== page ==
- This category normally appears beneath the Gross profit line but above Extraordinary items and above Financial income/expenses.
- The category sometimes appears under the name Selling, General, and Administrative Expenses, or SG&A.
- And, that sometimes divides into two sub-categories: Firstly Selling Expenses and secondly, General and Administrative Expenses.
In any case, Income statement "Operating expenses" (SG&A) do not impact reported Gross profit or Gross margin because they appear below the Gross profit line. However, these operating expenses do impact profits and margins below them: Operating profit, Operating margin, Net profit and Net profit margin.
For an Income Statement example showing entries in the major statement categories, including Operating Expenses, see Exhibit 1, below.
An operating expense does bring some tax savings. The expense lowers reported income and, as a result, that reduces the income tax liability. Specifically:
Tax Savings on Expense = Expense x Tax Rate
For example, consider a firm taking in $100 revenue with a 30% tax rate on operating income.
- As a result, the firm pays taxes of $30 on $100 revenues, if it has no expenses.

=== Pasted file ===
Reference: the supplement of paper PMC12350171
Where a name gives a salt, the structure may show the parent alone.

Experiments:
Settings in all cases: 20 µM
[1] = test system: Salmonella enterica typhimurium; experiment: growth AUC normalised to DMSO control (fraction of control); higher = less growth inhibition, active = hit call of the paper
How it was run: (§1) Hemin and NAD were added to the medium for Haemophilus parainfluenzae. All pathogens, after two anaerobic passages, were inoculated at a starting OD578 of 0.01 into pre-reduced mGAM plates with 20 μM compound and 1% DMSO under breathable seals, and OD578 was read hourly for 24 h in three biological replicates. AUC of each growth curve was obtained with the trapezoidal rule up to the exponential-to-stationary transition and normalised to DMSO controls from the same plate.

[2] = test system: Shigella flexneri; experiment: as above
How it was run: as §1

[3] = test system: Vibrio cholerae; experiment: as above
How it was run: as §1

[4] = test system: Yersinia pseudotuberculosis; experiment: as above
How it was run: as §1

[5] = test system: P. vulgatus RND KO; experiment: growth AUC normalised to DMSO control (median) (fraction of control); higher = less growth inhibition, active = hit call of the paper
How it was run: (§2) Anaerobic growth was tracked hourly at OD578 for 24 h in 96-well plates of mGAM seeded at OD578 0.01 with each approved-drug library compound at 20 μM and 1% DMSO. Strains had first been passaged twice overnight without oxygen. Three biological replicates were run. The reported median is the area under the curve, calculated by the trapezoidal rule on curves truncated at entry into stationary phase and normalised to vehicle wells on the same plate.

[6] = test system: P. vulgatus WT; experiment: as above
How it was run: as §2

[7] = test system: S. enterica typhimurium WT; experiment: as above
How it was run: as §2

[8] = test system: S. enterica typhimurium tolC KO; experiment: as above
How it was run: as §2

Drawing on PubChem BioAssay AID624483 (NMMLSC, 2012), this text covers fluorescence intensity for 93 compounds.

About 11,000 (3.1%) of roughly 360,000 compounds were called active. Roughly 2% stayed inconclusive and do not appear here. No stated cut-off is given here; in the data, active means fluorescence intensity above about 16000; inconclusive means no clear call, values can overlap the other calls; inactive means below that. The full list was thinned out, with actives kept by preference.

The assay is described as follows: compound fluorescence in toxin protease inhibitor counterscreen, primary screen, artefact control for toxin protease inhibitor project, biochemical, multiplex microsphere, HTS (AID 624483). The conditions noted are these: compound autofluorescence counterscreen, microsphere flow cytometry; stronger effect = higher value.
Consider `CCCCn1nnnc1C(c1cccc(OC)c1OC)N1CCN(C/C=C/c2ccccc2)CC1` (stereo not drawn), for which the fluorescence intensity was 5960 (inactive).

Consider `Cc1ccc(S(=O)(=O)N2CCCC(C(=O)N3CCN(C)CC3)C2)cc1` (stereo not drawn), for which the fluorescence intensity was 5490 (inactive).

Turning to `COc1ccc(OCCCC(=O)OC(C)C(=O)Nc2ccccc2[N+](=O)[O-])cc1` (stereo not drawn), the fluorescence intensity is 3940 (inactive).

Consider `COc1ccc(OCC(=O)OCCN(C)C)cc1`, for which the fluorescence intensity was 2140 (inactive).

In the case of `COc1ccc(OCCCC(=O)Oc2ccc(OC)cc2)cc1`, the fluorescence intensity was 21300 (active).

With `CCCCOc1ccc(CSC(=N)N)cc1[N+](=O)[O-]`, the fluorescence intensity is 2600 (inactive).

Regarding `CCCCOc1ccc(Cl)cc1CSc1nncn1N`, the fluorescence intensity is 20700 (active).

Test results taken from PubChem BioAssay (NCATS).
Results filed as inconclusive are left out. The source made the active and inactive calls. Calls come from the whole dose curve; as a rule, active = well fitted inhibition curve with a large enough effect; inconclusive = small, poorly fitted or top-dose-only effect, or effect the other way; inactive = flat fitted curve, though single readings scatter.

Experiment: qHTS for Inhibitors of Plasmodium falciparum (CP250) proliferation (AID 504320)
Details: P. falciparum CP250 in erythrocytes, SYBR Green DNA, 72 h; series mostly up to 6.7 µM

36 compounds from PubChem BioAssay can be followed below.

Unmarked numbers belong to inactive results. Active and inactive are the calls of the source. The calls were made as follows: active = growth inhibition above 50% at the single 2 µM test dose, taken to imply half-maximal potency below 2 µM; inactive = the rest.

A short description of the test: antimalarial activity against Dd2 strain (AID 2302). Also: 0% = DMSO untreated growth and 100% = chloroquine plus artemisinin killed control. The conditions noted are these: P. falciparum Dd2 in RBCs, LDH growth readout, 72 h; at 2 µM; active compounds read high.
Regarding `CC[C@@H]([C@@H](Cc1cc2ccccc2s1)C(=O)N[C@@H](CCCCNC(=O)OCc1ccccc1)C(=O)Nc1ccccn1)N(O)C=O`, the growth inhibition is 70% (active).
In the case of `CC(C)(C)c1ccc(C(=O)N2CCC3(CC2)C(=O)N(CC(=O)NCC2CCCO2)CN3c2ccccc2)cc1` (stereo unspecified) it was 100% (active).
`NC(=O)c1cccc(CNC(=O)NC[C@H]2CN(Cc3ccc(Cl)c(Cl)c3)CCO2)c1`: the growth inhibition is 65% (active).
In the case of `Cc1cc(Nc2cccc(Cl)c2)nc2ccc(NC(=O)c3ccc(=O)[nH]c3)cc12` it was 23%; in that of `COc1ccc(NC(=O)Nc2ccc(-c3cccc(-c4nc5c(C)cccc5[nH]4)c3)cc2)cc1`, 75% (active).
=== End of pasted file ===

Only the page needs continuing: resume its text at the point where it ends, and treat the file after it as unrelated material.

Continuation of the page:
- If, however, the firm incurs expenses of $60 to produce the $100 revenues, its income for tax purposes is $100 less $60, that is, $40. As a result, the 30% tax would apply only to $40 for a tax of $12. That is a tax savings of $30 - 12 or $18, or:
Tax Savings on Expense = $60 x 30% = $18
Exhibit 3, below, shows an example Income statement with typical detail for an Annual Report.
|Grande Corporation Figures in $1,000's
Income Statement for Year Ended 31 December 20YY
Gross sales revenues
Less returns & allowances
Net sales revenues
Cost of goods sold
Depreciation, mfr equipment
Other mfr overhead
Net mfr overhead
Net cost of goods sold
Depreciation, Store equip
Other selling expenses
Total selling expenses
General & Admin expenses
Other general & admin expenses
Total general & admin exp
Total operating expenses
Operating Income Before Taxes
|Financial revenue & Expenses
Revenue from investments
Less interest expense
Net financial gain (expense)
Income before tax & ext items
Less income tax on operations
Income before extraordinary items
Sale of land
Less initial cost
Net gain on sale of land
Less income tax on gain
Extraord items after tax
|Net Income (Profit)||2,126|
Exhibit 3. Example Income statement, showing how Revenue and Expense account items and their balances represent the Income statement equation:
Income = Revenues – Expenses.